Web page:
St. Patrick's Purgatory: An Essay on the Legends of Purgatory, Hell, and Paradise, Current During the Middle Ages

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John Russell Smith, 1844 - Christian literature - 192 pages
 

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Page 186 - That tract of earth is not over mid -earth fellow to many peopled lands ; but it is withdrawn through the Creator's might from wicked doers. Beauteous is all the plain, with delights blessed, with the sweetest of earth's odors : unique is that island, noble the Maker, lofty, in powers abounding, who the land founded.
Page 25 - Paradise is neither in heaven nor on earth. The book says that Noah's flood was forty fathoms high, over the highest hills that are on earth ; and Paradise is forty fathoms higher than Noah's flood was, and it hangeth between heaven and earth wonderfully, as the ruler of all things made it. And it is perfectly level both in length and breadth. There is neither hollow nor hill ; nor is there frost nor snow, hail nor rain ; but there is fons vitae, that is, the well of life.
Page 121 - ... punishment appropriated to him. The visitor was here left for a moment by his conductors ; and the demons seized upon him, and would have thrown him into the fire, had not St. Peter suddenly arrived to rescue him. He was carried thence to a fair plain, where he saw thieves carrying heavy collars of iron, red hot, about their necks, hands, and feet. He saw here a great burning pitchy river, issuing from hell, and an iron bridge over it, which appeared very broad and easy for the virtuous to pass...
Page 174 - A lightless sulphur, chok'd with smoky fogs Of an infected darkness : in this place Dwell many thousand thousand sundry sorts Of never-dying deaths: there damned souls Roar without pity; there are gluttons fed With toads and adders; there is burning oil Pour'd down the drunkard's throat; the usurer Is forced to sup whole draughts of molten gold...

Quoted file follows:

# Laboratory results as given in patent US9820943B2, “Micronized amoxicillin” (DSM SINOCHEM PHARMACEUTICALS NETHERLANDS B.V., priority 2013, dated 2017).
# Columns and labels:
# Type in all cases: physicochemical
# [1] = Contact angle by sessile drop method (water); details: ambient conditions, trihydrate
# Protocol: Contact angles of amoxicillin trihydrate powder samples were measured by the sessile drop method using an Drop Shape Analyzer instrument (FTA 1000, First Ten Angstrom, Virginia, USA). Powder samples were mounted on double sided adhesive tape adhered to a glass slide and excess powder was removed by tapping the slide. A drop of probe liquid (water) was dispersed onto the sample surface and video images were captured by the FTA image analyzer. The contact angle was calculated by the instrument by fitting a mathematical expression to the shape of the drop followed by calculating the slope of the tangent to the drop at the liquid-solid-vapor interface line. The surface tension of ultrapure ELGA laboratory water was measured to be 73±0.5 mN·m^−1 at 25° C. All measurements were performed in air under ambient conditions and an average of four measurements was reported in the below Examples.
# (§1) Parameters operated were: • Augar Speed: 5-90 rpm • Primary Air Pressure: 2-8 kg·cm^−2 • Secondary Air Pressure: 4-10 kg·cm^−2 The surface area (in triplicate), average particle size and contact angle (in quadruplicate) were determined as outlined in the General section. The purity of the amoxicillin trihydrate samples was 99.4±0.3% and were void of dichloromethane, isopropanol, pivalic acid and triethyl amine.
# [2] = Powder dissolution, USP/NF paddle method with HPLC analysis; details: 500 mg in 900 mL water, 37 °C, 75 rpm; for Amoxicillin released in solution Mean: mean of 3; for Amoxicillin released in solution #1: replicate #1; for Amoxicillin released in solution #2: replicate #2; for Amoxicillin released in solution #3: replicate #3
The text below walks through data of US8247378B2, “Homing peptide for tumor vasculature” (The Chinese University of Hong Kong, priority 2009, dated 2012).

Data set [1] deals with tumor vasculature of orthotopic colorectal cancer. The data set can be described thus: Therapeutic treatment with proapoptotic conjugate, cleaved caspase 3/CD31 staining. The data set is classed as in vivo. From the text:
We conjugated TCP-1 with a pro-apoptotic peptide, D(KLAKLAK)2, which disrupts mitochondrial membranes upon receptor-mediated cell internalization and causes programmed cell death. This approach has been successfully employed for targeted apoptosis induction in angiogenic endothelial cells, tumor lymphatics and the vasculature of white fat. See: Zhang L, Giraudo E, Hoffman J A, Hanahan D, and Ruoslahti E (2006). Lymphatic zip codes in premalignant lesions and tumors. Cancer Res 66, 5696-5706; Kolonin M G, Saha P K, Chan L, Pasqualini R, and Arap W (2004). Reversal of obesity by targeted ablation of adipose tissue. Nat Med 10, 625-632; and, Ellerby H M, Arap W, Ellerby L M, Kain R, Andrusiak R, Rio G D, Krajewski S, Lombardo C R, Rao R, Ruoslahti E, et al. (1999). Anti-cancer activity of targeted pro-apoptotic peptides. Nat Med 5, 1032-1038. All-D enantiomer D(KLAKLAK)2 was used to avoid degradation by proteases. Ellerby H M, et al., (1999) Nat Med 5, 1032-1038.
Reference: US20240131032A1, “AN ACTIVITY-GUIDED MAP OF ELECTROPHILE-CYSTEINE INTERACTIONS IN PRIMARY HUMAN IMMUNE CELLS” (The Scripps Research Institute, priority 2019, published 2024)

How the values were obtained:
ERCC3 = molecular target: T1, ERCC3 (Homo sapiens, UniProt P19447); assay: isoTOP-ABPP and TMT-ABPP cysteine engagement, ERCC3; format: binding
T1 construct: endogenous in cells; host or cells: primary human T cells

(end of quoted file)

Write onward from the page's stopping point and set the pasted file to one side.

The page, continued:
Page 163 - Whereas, the superstitions of popery are greatly increased and upheld by the pretended sanctity of places, especially of a place called St. Patrick's Purgatory, in the county of...
Page 163 - Patrick's purgatory in the county of Donegal and of wells, to which pilgrimages are made by vast numbers at certain seasons, by which not only the peace of the public is greatly disturbed, but the safety of the government also hazarded, by the riotous and unlawful assembling together of many...
Page 27 - Sunday, he says, the people of a village in England were coming out of church on a thick cloudy day, when they saw the anchor of a ship hooked to one of the tomb-stones ; the cable, which was tightly stretched, hanging down from the air. The people were...
Page 103 - Trompes, as thoughe it were of a gret feste. This Vale is alle fulle of Develes, and hathe ben alle weys. And men seyn there, that it is on of the entrees of Helle.
Page 189 - ... in that land hateful enmity, nor wail nor vengeance, evil-token none, old age nor misery, nor the narrow death, nor loss of life, nor coming of enemy, nor sin nor strife, nor painful exile, nor poor one's toil, nor desire of wealth, nor care nor sleep, nor grievous sickness, nor winter's darts, nor dread of tempests rough under heaven, nor the hard frost with cold chill icicles striketh any. There nor hail nor rime on the land descend, nor windy cloud...

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